By now, we have all heard about the Bank Term Funding Program initiated by the Federal Reserve and the FDIC to provide liquidity to financial institutions. Under the program, banks can borrow from the applicable Federal Reserve Bank with any collateral eligible for purchase by the Federal Reserve Bank so long as the collateral was owned by the bank on March 12, 2023. The collateral would be valued at 100 percent of par. The advances would have a term of one year with an interest rate equal to the one-year overnight index swap rate plus 10 basis points. This seems to be the most widely discussed avenue for increasing bank liquidity, but there is another option available to provide liquidity for banks that is often overlooked.
Subordinated debt can be treated as Tier 2 capital up to 100 percent of Tier 1 if it meets certain requirements. First, the debt instrument must be subordinated to depositors and general creditors. The debt instrument cannot be secured by a guarantee of the bank or of an affiliate, and there cannot be any other arrangements that enhance the seniority of the subordinated debt compared to more senior obligations. Finally, the subordinated debt instrument must have a maturity of at least five years. The subordinated debt may have a dividend rate that is adjusted periodically based on general market interest rates or similar adjustments.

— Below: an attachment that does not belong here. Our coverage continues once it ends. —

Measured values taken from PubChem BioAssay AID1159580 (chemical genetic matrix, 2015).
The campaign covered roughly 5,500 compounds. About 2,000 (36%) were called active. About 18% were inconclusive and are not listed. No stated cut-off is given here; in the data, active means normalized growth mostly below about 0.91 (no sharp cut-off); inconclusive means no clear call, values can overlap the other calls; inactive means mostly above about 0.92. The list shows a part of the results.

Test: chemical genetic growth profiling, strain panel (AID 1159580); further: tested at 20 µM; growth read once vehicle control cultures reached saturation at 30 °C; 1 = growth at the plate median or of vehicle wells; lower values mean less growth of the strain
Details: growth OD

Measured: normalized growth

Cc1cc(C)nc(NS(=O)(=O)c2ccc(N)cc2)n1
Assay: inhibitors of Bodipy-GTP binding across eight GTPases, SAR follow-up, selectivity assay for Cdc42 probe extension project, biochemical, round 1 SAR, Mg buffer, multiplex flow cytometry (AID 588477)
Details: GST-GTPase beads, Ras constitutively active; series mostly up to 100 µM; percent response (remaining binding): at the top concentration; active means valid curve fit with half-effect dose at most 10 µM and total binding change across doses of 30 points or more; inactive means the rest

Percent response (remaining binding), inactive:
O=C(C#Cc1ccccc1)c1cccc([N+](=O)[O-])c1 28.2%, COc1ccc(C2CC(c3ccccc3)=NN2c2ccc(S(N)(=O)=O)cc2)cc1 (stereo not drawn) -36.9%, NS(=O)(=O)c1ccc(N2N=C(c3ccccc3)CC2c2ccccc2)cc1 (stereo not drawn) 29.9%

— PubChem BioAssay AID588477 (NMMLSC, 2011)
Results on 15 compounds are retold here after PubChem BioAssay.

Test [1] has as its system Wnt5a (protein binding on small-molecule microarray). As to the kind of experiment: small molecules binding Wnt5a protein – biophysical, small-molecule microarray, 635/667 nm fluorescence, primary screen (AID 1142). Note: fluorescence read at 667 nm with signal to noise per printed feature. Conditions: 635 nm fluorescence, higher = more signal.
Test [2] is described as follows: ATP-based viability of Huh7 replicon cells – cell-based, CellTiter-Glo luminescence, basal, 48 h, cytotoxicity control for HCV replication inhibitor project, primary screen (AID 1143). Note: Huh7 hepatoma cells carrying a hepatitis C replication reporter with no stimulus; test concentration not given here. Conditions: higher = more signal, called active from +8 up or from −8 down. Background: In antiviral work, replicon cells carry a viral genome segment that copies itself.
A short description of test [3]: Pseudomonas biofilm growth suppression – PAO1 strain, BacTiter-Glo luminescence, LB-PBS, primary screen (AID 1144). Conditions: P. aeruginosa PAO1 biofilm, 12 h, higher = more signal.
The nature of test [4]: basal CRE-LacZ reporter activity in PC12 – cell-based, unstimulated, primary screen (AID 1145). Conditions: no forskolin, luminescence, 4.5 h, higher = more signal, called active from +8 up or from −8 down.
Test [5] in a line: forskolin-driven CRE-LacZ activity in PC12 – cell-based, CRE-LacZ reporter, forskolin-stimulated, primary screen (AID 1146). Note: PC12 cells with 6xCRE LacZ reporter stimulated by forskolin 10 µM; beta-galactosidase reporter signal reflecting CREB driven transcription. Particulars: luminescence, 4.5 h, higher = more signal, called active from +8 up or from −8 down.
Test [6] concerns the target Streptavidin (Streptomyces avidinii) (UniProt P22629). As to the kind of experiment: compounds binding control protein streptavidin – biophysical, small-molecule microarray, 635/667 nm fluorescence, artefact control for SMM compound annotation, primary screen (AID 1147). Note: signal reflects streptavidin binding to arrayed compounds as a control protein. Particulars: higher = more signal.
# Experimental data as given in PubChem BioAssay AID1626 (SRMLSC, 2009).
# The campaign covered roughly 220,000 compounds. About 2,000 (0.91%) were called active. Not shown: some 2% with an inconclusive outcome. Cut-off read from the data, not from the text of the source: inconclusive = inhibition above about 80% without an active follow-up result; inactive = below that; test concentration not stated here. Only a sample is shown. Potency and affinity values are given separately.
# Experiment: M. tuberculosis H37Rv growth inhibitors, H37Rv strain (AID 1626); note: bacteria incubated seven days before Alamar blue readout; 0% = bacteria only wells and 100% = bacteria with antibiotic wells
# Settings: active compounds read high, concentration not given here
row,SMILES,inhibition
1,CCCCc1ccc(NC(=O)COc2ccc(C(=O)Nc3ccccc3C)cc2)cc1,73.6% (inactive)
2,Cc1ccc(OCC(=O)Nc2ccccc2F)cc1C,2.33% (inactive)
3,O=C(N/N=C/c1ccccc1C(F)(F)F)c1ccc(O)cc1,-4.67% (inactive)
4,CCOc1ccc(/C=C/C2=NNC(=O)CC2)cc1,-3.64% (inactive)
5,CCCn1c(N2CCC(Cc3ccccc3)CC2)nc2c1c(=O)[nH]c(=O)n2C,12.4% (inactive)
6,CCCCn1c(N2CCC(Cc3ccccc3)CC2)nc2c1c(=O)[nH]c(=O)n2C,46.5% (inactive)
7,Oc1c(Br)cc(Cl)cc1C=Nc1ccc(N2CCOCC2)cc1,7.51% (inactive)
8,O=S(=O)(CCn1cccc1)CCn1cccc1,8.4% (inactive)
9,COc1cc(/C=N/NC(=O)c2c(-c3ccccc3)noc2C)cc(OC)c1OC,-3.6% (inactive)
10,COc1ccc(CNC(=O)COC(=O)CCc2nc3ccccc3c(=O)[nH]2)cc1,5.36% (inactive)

There are some quirks to this Tier 2 capital instrument. The amount that is eligible to be included in Tier 2 capital is reduced by 20 percent of the original amount of the debt. This occurs at the beginning of each of the last five years of the life of the sub debt. The subordinated debt is therefore excluded from regulatory capital altogether when the remaining maturity is less than one year. In addition, the debt instrument must not have any terms or features that require or create significant incentives to redeem the debt prior to maturity.
The subordinated debt can be called after five years with prior regulatory approval.
Care must be taken that there is no hint or suggestion to the holder of the debt that they should expect the call option to be exercised. If the call option is triggered, the subordinated debt must either be replaced with an equivalent instrument that meets the Tier 2 criteria, or the regulatory body must be satisfied that following redemption, the bank would continue to meet its capital needs.
Similarly, the holder of the subordinated debt cannot have any right to accelerate payment of principal or interest, except in the event of a receivership, insolvency, liquidation, or the like.
If you are looking for a liquidity fix that goes beyond the one year of the Bank Term Funding Program yet can still be temporary, albeit of an intermediate range, subordinated debt may be your ticket.